The Chevrolet Trax was one of the early entrants into the budding subcompact crossover SUV field. It has a thoroughly modern interior and offers the advanced safety and driver assistance features we like to see in new vehicles.
Unfortunately, that's where the good news ends. The Trax trails the competition in several key areas, including ride quality, interior quality and real-world fuel economy. We like the Trax for its generous passenger space and maneuverability, but there are a lot of choices in the subcompact crossover SUV segment, and the Trax isn't one of the best.
Current Chevrolet Trax
The Chevrolet Trax is available in LS, LT and Premier models. The LS is fairly basic, though it does feature automatic headlights and a 7-inch touchscreen stereo with Apple CarPlay and Android Auto compatibility. The LT is a more palatable choice, with cruise control, roof rails, upgraded upholstery, and other minor but useful amenities that we like to see on a crossover SUV. The Premier packs on the features, including 18-inch wheels, a Bose audio system, keyless ignition and entry, faux leather upholstery and a power-adjustable driver seat.
On the plus side, the Trax does offer quite a bit of passenger space. Front headroom is excellent, and the rear seat is roomy for those up to about 6 feet tall or so. Unfortunately, the Trax comes up short on cargo space, with just 18.7 cubic feet behind the rear seats and 48.4 cubic feet with the seats folded. And the interior feels like an exercise in cost-cutting: The cabin is awash in hard, unappealing plastic, and there's no center console between the seats, just a flimsy center armrest for the driver.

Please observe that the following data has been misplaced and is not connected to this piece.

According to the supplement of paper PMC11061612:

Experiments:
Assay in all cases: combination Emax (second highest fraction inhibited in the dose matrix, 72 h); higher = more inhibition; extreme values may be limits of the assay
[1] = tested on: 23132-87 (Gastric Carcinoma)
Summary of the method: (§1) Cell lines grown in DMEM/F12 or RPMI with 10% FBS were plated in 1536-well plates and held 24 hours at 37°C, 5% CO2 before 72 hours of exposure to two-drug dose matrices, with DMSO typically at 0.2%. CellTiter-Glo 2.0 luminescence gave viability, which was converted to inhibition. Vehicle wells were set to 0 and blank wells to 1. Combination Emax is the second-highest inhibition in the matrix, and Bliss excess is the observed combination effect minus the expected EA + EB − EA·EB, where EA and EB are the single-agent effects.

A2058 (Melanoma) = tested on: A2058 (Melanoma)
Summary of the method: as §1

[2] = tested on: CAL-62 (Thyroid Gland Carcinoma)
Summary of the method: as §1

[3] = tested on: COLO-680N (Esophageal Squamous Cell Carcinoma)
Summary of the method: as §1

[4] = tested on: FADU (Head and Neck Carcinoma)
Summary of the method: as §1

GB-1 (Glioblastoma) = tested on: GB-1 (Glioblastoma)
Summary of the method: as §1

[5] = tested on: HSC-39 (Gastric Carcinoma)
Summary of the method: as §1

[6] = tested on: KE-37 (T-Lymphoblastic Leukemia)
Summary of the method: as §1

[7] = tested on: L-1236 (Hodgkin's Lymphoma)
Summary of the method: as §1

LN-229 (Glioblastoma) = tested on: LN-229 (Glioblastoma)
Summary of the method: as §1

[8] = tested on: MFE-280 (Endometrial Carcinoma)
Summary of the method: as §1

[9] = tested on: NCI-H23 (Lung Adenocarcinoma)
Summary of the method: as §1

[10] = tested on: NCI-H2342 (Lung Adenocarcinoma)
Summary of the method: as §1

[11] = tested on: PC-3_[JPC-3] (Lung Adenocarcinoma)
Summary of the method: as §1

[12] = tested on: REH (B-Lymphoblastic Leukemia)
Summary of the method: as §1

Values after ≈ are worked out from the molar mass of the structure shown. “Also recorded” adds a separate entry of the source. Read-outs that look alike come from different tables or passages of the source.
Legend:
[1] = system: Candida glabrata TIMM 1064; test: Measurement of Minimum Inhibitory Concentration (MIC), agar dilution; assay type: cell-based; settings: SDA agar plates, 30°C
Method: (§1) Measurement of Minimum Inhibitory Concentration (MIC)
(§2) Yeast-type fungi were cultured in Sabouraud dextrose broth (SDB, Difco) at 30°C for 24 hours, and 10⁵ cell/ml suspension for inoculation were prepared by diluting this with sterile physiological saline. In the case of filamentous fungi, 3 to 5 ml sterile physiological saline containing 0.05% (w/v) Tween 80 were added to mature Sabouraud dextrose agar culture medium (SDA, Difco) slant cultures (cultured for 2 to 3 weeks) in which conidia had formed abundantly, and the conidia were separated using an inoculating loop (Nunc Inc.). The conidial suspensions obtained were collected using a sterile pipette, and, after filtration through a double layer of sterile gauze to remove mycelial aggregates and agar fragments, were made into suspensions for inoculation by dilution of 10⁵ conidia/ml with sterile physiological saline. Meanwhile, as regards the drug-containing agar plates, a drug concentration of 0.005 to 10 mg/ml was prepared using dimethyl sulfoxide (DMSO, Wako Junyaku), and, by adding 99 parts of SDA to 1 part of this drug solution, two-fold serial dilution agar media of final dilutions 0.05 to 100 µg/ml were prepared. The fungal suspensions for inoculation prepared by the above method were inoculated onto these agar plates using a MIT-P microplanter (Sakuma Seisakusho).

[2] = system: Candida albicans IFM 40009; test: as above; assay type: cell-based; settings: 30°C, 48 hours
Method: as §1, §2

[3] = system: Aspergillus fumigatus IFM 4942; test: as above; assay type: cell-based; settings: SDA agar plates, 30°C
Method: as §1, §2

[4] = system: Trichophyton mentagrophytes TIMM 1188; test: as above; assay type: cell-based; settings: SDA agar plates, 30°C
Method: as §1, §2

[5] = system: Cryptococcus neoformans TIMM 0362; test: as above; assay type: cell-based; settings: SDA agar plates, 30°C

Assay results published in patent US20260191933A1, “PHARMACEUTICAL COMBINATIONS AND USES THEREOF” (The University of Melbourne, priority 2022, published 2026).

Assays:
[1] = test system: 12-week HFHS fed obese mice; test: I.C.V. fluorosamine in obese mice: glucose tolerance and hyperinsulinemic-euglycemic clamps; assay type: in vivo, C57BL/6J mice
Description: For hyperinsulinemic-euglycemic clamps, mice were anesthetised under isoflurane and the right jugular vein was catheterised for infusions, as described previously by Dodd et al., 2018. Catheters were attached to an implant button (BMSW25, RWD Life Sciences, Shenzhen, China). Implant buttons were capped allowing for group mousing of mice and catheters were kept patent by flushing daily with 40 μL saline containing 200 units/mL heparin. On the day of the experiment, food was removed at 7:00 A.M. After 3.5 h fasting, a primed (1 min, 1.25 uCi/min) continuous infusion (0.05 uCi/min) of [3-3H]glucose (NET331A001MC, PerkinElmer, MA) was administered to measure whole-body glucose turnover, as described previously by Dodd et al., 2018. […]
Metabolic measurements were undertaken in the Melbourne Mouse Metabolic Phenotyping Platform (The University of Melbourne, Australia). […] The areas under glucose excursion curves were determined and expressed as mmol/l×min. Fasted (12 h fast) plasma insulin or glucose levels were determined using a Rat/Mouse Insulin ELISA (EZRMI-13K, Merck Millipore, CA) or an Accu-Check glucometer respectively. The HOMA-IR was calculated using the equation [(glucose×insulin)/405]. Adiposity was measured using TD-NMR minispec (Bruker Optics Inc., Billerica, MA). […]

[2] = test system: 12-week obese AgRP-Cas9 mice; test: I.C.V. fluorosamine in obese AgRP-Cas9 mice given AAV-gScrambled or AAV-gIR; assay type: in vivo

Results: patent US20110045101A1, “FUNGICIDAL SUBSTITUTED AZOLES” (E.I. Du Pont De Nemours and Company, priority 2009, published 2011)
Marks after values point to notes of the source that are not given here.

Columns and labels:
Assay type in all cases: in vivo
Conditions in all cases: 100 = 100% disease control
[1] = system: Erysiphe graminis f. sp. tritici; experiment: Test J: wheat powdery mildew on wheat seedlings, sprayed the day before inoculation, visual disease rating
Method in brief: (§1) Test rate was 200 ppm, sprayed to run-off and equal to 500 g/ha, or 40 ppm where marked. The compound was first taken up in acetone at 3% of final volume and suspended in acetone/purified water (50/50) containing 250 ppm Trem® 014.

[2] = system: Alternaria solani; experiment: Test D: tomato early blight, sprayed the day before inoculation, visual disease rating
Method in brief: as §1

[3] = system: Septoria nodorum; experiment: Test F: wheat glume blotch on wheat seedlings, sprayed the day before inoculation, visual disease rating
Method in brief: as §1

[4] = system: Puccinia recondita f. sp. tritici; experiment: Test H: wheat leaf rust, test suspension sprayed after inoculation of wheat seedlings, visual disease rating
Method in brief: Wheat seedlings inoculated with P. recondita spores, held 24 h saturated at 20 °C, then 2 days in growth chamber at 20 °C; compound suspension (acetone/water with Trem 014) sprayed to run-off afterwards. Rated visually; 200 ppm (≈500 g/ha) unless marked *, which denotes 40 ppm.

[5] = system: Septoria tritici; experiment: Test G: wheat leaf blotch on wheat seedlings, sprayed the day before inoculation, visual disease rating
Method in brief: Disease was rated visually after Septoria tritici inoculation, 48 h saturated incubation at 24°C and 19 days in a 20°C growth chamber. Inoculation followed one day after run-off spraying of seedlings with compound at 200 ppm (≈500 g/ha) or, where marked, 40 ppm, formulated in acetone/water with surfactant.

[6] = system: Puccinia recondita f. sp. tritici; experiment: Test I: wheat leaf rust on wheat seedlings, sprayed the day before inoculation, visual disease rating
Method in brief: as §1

All Trax models get a turbocharged 1.4-liter four-cylinder engine that generates 138 horsepower. Acceleration isn't terribly quick — we've timed the front-wheel-drive Trax to 60 mph in 8.9 seconds, and the all-wheel-drive version in 10 — but most of the Chevrolet Trax's competitors accelerate at a similar leisurely pace. We like the Trax's smooth-shifting six-speed automatic, which does a good job of extracting what power the engine has to offer. EPA-estimated fuel economy is 28 mpg combined with front-wheel drive, but we've had trouble duplicating the EPA's estimates in the real world, an issue we've had with other General Motors vehicles that use the 1.4-liter turbo engine.
We like the maneuverability that comes courtesy of the Trax's small size, but the ride can get choppy on LS and LT models and is even worse on the Premier with its larger 18-inch wheels. The steering is vague, and the Trax doesn't track well on the freeway. It feels enthusiastic in the curves, but a lack of both steering feel and tire grip keep it from being a truly enjoyable crossover to drive.
Used Chevrolet Trax Models
The first-generation Chevrolet Trax made its debut in 2015. There were no changes for 2016, but Chevrolet followed up in 2017 with updated exterior and interior styling, an Apple CarPlay- and Android Auto-compatible stereo, and advanced driver assistance and safety features. The top-of-the-line model got a name change from LTZ to Premier.
Read the most recent 2018 Chevrolet Trax review.
If you are looking for older years, visit our used Chevrolet Trax page.